With a can of spray paint and a little elbow grease, you can alter nearly any old object to like-new status in no time...providing it's done right, of course.
But when spray painting goes wrong...let's just say the results are less than appealing. I've been left wishing the rust was back on my metal furnishings more times than I care to admit. Some of the most common spray-painting gaffes
include bubbling, runs, poor adhesion, and an irregular or rough surface.
All of these mistakes can be avoided with the right preparation and technique.
Before You Begin
• Choose the right conditions.
Paint in decent weather, in a well-ventilated area -- not in direct sunlight and never when it's hot or humid.
• Read the directions.
Familiarize yourself with safety precautions and manufacturer recommendations.
• Clean the surface.
Dirt can get caught in the paint and make the surface uneven. Be sure the surface is also dry before beginning to paint.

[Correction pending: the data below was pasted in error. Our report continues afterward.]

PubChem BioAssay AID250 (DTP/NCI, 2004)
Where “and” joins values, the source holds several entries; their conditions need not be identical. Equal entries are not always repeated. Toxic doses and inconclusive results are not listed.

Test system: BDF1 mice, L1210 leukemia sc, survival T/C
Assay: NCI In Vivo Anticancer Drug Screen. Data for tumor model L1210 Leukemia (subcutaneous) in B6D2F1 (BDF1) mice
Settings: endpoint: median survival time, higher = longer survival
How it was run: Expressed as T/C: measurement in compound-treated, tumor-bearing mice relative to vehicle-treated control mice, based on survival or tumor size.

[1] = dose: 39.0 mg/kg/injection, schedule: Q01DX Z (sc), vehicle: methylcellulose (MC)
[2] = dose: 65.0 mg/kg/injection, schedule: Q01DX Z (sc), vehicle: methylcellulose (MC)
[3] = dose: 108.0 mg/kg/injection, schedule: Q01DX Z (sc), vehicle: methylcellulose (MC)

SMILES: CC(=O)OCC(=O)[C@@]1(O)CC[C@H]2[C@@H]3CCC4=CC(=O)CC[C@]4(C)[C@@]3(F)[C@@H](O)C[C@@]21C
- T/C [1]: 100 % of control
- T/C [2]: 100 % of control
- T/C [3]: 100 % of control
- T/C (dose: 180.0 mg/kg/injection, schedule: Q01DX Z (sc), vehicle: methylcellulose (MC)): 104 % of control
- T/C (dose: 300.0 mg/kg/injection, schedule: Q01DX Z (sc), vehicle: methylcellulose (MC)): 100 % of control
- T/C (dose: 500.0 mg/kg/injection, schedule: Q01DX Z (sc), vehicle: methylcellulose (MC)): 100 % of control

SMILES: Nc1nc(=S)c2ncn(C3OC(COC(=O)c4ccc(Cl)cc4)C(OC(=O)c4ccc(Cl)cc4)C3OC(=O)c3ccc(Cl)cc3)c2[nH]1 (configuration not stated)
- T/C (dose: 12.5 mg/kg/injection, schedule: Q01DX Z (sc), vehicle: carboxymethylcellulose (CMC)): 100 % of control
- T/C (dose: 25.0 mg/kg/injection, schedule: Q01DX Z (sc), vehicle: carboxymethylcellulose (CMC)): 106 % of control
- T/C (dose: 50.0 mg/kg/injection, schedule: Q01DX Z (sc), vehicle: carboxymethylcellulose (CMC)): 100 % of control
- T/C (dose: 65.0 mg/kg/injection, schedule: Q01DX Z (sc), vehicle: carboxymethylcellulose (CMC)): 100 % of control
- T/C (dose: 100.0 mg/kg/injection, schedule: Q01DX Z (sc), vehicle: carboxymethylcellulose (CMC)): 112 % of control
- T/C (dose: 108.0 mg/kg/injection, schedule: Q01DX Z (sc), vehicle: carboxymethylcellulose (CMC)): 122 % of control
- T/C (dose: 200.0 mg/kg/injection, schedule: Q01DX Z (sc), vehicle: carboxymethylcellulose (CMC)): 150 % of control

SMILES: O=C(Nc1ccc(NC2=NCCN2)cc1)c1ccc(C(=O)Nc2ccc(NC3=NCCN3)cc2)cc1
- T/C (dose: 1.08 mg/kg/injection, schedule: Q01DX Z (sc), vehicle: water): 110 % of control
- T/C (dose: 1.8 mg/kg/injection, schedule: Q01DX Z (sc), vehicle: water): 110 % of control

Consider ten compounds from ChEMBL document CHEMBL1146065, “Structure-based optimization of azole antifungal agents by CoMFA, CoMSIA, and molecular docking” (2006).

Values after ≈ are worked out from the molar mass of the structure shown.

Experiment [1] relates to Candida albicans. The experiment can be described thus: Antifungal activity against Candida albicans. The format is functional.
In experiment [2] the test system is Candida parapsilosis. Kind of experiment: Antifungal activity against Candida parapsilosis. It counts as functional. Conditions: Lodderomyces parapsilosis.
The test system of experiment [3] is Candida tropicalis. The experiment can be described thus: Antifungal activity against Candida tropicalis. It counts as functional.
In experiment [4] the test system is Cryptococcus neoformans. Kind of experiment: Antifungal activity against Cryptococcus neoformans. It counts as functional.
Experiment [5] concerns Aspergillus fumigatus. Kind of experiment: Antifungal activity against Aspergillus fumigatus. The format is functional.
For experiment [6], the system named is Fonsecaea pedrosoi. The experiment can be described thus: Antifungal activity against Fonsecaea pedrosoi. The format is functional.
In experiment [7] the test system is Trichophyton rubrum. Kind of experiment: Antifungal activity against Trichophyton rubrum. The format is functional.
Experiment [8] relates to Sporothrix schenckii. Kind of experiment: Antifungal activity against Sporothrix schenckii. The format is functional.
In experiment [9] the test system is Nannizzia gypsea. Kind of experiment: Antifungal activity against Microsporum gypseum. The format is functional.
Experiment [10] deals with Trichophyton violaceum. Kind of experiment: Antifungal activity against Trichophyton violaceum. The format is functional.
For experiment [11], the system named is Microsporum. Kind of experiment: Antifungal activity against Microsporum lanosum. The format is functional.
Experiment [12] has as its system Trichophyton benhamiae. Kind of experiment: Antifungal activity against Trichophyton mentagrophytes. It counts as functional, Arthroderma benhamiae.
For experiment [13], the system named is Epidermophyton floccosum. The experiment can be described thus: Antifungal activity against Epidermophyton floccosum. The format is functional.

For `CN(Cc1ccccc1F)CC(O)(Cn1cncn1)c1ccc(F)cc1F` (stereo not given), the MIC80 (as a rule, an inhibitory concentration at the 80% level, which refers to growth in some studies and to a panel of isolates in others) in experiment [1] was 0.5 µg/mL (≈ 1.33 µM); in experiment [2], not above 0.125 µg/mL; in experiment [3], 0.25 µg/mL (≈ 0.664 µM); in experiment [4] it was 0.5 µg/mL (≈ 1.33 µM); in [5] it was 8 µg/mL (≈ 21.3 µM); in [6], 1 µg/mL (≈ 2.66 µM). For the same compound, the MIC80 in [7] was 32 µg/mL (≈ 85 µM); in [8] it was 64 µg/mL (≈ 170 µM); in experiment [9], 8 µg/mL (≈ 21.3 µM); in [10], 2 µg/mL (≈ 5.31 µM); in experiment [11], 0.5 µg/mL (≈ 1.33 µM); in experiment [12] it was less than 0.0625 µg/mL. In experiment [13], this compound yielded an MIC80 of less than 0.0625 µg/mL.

• Test paint on an inconspicuous surface.
This is to be sure you've properly mixed the can's contents. (Are you using the the right color? D'oh!
While You're Painting
• Shake the can.
First, shake it for two minutes, and then for 10 seconds after each minute of use.
• Keep the right distance.
Stay 10 to 12 inches away from the project for consistent, even coverage.
• Spray in a sweeping motion.
Spray in one direction only (not back and forth) while applying constant pressure, releasing the nozzle after each pass.
• Apply several thin coats as opposed to one thick coat.
This is to avoid runs and drips. Follow the manufacturer's recommended "recoat window," which is the amount of time you'll need to allow an object to dry before giving it another pass. Only reapply once you've waited long enough.
• Overlap each pass
by 1/3 to be sure you haven't missed a spot.
When You're Done
Turn the can over and hold down the spray nozzle for about five seconds, or until paint fails to come out. This prevents the spray valve from clogging, making it possible to reuse the spray paint on another project.